Whilst most of the people I met say that Inle Lake was much more touristic than Bagan, I have to say I thought it was more the other way round. Yes there is a tourist town that caters towards tourists and also the boat tours take you to places that no local would dream of going, it all didn’t feel too contrived. The cigar making places, the weaving places they were all trades and practices that do exist in Myanmar and are very much still used by the local people. I also enjoyed the rotating market where you could experience a real marketplace experience.
We ended up extending by an extra night and stayed in Inle Lake a total of three nights. We arrived in the afternoon and had to take a whole day to recover from the exertion and previous sleep deprivation. We did however go on the free cycle tour to a local winery for the sunset. Burmese wine, is not a thing. The sunset view however was very nice.
The third day we rented a private boat for the day (25,000 mkk for up to 5 people) and went around Inle Lake. We bought some very nice flavoured Burmese cigars and various items of clothing. The floating gardens were beautiful and the Indein village was definitely worth the diversion for.
Overall, I had a cracking day going around Inle with some good friends. We stayed out long enough to have watch sunset on the lake which was spectacular.
We stayed at the Ostello Bello and ended up meeting a really good bunch of people. The happy hour here is also cheaper than their Bagan and Mandalay counterparts thus fueling some very fun nights.
Shan noodles are a must try here as there were some really good renditions of the dish. The little “night market” near the Ostello Bello was good for Shan noodle soups. There is also a very tasty Indian called Dosa King that we tried.
From Inle Lake we took a day bus up north to Hsipaw. The day minibus took 8/9 hours compared with the night bus which goes to Mandalay before heading to Hsipaw for a total of 15 hours. The road, as we found out, gave the overall ride something of a roller-coaster feel. We even caught several cms of air at certain points! More on Hsipaw in the next post.
So we got a night bus from Bagan to Kalaw which was scheduled to arrive at 4am and we organised a two day trek that started at 8am. Now that we’ve done it, I wouldn’t recommend it haha. Our bus ended up arriving at 2.30am to Kalaw which does not have much facilities open at that time in the morning apart from a makeshift cafe. The only places which seem to have toilets are hotels (genuinely, the cafe had no loo and they didn’t seem to know what a public toilet was). The temperature at night also plummeted to 4 degrees which we were a little ill prepared for. So with very little sleep we started our two day trek walking 16-17km a day with a company called Jungle Kings. The first day we were little more than zombies ambling through the dry fields and valleys. Our guide Simon was not the most talkative, although he did show us a few plants like garlic leaf and wild coriander (if you’re one of those weird people who doesn’t like coriander, Myanmar might prove a little troubling for you). Despite the low energy, we still saw some incredible sights.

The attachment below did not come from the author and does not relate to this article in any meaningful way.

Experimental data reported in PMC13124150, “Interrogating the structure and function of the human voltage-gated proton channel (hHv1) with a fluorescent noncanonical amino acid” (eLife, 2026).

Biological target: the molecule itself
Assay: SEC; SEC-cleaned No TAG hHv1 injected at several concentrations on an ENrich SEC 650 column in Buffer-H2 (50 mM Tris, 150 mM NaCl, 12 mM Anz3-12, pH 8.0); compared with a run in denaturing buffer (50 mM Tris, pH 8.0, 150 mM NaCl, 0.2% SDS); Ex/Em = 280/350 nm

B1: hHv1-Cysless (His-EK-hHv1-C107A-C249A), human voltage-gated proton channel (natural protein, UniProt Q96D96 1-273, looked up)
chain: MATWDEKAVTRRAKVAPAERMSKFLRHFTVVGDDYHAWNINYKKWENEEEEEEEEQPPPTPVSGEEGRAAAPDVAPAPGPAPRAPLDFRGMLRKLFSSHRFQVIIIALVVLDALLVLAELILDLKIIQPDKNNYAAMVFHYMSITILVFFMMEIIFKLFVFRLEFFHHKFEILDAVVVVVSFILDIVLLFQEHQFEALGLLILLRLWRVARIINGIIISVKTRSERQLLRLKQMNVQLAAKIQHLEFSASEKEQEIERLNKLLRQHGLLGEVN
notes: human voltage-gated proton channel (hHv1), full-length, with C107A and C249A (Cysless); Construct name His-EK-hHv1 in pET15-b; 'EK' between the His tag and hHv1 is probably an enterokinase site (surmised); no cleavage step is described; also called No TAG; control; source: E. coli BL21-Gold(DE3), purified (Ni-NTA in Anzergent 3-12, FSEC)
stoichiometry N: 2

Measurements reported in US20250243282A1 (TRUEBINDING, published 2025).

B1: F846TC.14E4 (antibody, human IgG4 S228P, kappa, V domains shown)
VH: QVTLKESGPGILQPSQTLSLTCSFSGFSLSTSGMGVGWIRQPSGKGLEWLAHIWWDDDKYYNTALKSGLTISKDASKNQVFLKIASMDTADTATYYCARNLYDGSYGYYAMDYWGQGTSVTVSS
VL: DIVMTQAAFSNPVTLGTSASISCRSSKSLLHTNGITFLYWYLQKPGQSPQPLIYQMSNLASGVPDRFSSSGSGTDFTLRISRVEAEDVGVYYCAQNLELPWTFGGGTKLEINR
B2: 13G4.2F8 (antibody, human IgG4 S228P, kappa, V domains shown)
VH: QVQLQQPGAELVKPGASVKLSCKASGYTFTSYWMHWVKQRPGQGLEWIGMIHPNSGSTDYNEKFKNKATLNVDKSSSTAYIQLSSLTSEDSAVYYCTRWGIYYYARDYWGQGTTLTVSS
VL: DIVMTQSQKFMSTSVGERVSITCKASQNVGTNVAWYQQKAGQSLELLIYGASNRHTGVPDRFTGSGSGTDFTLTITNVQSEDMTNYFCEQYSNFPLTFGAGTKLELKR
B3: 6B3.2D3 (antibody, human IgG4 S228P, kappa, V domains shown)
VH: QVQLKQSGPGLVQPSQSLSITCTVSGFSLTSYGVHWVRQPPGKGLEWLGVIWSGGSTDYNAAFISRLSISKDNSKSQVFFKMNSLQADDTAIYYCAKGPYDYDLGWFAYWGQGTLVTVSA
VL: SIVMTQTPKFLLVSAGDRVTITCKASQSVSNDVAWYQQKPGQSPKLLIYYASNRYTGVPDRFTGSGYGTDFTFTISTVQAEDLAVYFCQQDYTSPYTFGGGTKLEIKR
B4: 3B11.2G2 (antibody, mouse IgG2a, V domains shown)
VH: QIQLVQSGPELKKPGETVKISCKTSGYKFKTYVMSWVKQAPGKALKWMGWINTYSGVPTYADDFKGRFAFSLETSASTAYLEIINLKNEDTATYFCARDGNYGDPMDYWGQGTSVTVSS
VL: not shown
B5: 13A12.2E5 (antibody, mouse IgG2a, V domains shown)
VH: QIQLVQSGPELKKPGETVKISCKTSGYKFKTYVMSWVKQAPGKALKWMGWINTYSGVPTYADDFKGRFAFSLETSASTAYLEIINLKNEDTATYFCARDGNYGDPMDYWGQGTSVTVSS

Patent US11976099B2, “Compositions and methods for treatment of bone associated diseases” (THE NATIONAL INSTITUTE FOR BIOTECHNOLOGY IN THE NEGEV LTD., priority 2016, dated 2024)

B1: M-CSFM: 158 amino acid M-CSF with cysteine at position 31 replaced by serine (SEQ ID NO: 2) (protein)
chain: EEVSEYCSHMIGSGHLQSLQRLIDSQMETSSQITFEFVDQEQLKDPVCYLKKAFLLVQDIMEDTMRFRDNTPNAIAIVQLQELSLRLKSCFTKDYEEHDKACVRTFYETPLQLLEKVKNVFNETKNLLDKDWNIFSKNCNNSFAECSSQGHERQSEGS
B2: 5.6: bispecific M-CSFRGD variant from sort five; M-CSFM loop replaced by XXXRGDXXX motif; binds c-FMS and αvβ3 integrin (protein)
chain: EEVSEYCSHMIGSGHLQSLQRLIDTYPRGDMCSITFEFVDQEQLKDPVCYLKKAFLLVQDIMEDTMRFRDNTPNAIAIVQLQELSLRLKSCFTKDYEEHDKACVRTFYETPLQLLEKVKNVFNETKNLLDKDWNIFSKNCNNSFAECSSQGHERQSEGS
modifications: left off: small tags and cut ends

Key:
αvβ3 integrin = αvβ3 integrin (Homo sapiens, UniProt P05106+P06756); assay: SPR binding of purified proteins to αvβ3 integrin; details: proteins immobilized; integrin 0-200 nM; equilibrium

It made me really curious as to what the countryside would look like in rainy season.
One thing that kind of really put a negative spin on the trip was that there was a French woman with her three year old son. I have to start by saying that I am all for female empowerment. I do not think that women should be limited and prohibited from things like travelling just because biologically they’re able to reproduce. However, if you do choose to travel with a child, you have to make sure you’re able to show them boundaries as well as all the amazing sights. This little boy of three was an absolute nightmare. He was aggressive and violent at every possible opportunity. For example he threw a rock at me, and then at lunch threw a small wooden at me whilst I was dozing. He also throttled another guide at dinner as well as hitting people on numerous occasions. And what did the mum do? Little more than calling his name when she sensed that people were looking at her wondering why she wasn’t disciplining him. Single mums who travel, go you. And I can only imagine how hard it is to look after a child on your own particularly if you’re travelling but it’s no excuse to let them run wild and not learn when they do something wrong. Rant over.
So overnight we stayed at a monastery. A few people we’d met travelling opted to go with a homestay instead as there were rumours of bed bugs but we didn’t seem to be bitten by any on our stay. The food was delicious and a definite highlight of these trips. The Burmese people are very generous with the food and on events like these they will more often than not refill the dishes for you to eat to your heart’s content. The worst thing about staying in that monastery was the toilets. Full of spiders and just full in general, if you catch my drift. Squat toilets aren’t the most pleasant thing but even out in rural Myanmar I’ve come across some that, despite being quite rudimentary, are clean and don’t smell. Overall though it’s an experience, just not necessarily one that I would repeat.
One advantage of starting the hike on very little sleep was that I managed to a great sleep in the monastery despite monks running around on the wooden floorboards. The second day was done with a lot more zeal from our group. The activity highlight of the trek was the boat ride at the end from lusciously green farmlands up across Inle Lake to the town at the top. The lake looks small on the map but is so vast that I could almost believe it was an ocean.
Inle is a very nice respite from the dry and dusty climate we’ve come to associate with Myanmar.